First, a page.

Two Theories of Relativity
Trending PhD Research Topics: First, theory of relativity encompasses two interrelated theories by Albert Einstein: special relativity and general relativity. As a matter of fact, Special relativity applies to all physical phenomena in the absence of gravity. And General relativity explains the law of gravitation and its relation to other forces of nature. It applies to the cosmological and astrophysical realm, including astronomy. This conceptual studies also triggered many researchers of these days making it one among the Trending PhD Research Topics.
Pictorial View of Einstein’s Theory of Relativity (Image Courtesy: NASA)
Uniquely, the theory transformed theoretical physics and astronomy during the 20th century, superseding a 200-year-old theory of mechanics. It created primarily by Isaac Newton. Especially, it introduced concepts including space-time as a unified entity of space and time, relativity of simultaneity, kinematic and gravitational time dilation, and length contraction. In the field of physics, relativity improved the science of elementary particles and their fundamental interaction with ushering in the nuclear age. With relativity, cosmology and astrophysics predicted extraordinary astronomical phenomena such as neutron stars, black holes, and gravitational waves.
Einstein’s Theory of General Relativity
In 1905, Albert Einstein determined that the laws of physics are the same for all non-accelerating observers, and that the speed of light in a vacuum is independent of the motion of all observers. This is the theory of special relativity. It introduce a new framework for all of physics and proposed new concepts of space and time.
Einstein then spent 10 years trying to include acceleration in the theory and published his theory of general relativity in 1915. In it, he determine that massive objects cause a distortion in space-time, which is felt as gravity.
Einstein’s Theory of Special Relativity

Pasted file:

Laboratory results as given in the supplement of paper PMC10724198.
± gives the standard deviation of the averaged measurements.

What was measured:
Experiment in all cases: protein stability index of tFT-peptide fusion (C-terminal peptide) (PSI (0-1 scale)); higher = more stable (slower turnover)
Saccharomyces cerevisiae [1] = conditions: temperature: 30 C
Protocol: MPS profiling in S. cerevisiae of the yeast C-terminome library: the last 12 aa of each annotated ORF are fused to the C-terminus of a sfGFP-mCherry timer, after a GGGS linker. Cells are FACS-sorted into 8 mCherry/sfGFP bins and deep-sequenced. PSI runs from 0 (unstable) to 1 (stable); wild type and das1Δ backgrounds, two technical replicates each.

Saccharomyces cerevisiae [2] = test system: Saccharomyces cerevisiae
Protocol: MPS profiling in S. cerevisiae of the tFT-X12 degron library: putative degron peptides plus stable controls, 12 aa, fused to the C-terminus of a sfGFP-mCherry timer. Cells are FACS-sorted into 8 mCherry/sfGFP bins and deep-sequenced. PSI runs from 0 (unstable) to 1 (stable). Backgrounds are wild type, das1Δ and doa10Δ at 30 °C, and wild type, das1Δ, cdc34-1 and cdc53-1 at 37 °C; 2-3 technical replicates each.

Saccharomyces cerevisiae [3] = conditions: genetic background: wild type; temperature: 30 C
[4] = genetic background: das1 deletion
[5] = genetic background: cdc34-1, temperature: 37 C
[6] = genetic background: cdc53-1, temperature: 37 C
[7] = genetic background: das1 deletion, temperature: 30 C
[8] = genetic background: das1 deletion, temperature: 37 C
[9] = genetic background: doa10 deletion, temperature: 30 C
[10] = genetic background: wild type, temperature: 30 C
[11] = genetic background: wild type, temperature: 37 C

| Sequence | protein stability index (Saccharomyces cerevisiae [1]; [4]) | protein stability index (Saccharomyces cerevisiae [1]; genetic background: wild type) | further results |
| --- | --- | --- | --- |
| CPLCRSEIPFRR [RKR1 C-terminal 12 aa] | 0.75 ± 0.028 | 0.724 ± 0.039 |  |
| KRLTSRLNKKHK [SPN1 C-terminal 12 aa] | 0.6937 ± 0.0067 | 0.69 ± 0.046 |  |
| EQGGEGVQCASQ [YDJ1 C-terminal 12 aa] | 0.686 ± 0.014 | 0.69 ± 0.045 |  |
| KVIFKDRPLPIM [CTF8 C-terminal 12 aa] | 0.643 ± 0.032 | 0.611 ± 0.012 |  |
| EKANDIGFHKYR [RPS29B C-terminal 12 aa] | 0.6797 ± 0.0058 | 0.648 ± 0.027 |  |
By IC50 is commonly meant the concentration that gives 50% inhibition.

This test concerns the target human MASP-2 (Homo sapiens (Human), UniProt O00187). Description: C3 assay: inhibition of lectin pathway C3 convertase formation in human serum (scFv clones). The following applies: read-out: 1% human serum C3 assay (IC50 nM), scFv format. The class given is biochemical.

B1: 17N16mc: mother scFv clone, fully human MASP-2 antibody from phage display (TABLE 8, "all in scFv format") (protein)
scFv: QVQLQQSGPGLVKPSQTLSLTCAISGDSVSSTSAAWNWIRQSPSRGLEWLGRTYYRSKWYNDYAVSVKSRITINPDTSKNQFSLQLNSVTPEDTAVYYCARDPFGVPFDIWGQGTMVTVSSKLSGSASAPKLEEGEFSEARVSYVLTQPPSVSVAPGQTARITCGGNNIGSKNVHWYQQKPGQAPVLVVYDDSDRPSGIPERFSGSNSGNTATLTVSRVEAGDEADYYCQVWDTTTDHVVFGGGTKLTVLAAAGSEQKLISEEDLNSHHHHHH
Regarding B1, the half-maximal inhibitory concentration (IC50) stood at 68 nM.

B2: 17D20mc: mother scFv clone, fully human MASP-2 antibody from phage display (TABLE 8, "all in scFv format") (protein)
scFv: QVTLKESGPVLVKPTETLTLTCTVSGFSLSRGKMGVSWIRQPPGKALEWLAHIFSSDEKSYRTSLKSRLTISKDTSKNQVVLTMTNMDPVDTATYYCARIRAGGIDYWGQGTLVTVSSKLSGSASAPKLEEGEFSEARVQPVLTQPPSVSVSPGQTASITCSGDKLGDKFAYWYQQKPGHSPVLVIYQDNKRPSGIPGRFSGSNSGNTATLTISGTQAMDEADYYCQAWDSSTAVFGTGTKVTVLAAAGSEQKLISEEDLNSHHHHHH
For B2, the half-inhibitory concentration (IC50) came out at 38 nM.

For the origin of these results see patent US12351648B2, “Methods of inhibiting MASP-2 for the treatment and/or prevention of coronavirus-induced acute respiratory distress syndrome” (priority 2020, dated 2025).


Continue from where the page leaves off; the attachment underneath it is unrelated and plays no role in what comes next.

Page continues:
The theory of special relativity explains how space and time are link for objects that are moving at a consistent speed in a straight line. One of its most famous aspects concerns objects moving at the speed of light.
As a matter of fact, as an object approaches the speed of light, its mass becomes infinite and it is unable to go any faster than light travels. This cosmic speed limit has been a subject of much discussion in physics, and even in science fiction, as people think about how to travel across vast distances.
The theory of special relativity was develop through the Albert Einstein in 1905, and it forms part of the basis of modern physics. After finishing his work in special relativity, Einstein spent a decade pondering what would happen if one introduced acceleration. This formed the basis of his general relativity, published in 1915.
Evolutional Concept Behind Theory of Relativity – PhD Trending Research Topics
Before Einstein, astronomers (for the most part) understood the universe in terms of three laws of motion present through Isaac Newton in 1686. These three laws are:
(1) Objects in motion (or at rest) remain in motion (or at rest) unless an external force imposes change.
(2) Force is equal to the change in momentum per change of time. For a constant mass, force equals mass times acceleration.
(3) For every action, there is an equal and opposite reaction.
Special Relativity and Quantum Mechanics